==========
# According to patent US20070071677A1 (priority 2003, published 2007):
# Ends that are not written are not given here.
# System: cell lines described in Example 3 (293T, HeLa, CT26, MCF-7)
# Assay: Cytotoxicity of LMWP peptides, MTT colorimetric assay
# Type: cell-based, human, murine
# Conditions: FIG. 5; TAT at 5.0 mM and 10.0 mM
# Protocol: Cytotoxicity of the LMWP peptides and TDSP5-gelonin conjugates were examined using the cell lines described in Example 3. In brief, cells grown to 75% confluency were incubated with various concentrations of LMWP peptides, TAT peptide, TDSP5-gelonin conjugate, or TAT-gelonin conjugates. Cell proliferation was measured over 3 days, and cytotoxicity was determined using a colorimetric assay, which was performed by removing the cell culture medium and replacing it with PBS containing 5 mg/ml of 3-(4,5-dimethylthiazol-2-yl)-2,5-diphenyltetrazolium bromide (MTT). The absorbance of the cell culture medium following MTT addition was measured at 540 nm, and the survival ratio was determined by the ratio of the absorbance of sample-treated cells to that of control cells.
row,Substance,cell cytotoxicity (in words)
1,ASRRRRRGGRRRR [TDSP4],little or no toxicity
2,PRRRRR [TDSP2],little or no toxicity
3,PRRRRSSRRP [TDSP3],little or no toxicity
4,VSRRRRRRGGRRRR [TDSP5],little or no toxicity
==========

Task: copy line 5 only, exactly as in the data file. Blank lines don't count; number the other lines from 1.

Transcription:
# Type: cell-based, human, murine